Ask the Swami: Dharma vs. Darwin?

If you're bad enough, will you be reincarnated as an amoeba? Vedic perspectives on evolution, dinosaurs, Mars, and the Big Bang.

Continued from page 3

When Vedic scripture speaks of planets on which higher life forms exist, it speaks more of the macrocosmic mental and intellectual planes of experience than it does of the planets we see in the sky with our physical senses.

Although the sages did acknowledge some correspondence between the two, when they speak of attaining other planets, they describe a course to do so that is much different than technological means. Just as there is a physical plane of experience in which the senses are predominant, similarly there are planes of experience where the mind or intelligence are predominant (bhur bhuvah svah). On the physical plane, we cannot experience all of our dreams. Here we can see gold and a mountain, but not a golden mountain. In the mental plane, however, we can experience a golden mountain and more.

Thus, the mind is a plane of experience that is particularly active at night when the physical plane, our sense experience, shuts down. Thus it is identified with the moon, the light of the night, which is said to preside over the mind and desire, as opposed to reason--chandrama manaso jathah. The moon is also identified with heaven, which in one sense is the land of dreams where all our material desires can be fulfilled. In the heavenly plane of mind, there are possibilities that do not exist on the physical plane, and there one can dwell and enjoy almost unlimited heavenly pleasure. However, it is all a fantasy in one sense because it does not endure.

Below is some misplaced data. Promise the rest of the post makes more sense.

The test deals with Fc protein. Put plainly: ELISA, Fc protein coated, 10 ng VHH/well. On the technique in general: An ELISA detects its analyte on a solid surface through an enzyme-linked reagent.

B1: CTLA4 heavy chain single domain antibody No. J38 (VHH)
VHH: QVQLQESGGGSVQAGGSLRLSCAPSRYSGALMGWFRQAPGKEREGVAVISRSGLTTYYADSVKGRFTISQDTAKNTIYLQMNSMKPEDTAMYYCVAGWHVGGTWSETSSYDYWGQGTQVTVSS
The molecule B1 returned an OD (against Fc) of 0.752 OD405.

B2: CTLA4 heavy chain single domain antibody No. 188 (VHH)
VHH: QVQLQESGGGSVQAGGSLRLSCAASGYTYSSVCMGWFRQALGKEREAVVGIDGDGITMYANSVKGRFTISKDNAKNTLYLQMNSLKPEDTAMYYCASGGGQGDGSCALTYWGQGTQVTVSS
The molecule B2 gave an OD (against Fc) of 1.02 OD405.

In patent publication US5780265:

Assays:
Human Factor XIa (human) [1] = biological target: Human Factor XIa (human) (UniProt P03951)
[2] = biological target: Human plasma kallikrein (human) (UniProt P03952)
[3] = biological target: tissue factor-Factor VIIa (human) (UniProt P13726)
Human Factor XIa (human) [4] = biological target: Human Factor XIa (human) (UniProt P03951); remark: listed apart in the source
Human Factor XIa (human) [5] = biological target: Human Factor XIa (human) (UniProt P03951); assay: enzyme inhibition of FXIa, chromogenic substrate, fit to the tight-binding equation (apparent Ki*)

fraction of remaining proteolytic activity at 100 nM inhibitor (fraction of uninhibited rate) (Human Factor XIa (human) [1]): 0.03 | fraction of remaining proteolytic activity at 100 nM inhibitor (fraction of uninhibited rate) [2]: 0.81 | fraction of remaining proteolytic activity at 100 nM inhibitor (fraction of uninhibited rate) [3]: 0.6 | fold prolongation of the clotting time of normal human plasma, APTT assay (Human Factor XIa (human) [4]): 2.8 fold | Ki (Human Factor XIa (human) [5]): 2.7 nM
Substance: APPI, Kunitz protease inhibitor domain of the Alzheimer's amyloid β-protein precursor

Our senses are dependent upon aspects of the cosmos in order to function and bring us pleasure. For example, in order to see with our eyes we are dependent on the light of the sun. The senses are not ours in all respects, and by acknowledging their dependence on aspects of nature we live sensually yet mindfully. This in turn enables the self to experience increased material enjoyment in the heavenly mental realm without having to undergo as many negative karmic reactions after leaving one's present material body. Thus the means to go to heavenly realms involves relatively little sense control. All that is required is that while enjoying sense objects one acknowledge the deities and aspects of the cosmos that preside over the senses. In Vedic terms this is called yajna, or sacrifice. To live in this way is to live with a sense of gratitude and understanding of how the universe works.

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Above the mental plane is the intellectual plane attained by sadhana (spiritual practice). The waning of the moon is the symbol for the waning of the mind, for the flickering of the mind's influence has to be eliminated. All spiritual practice is directed toward this in its beginning stages. Such practice is initially directed by purified intellect derived from saints and scripture. Intellect, as opposed to mind, brings certainty rather than fantasy.

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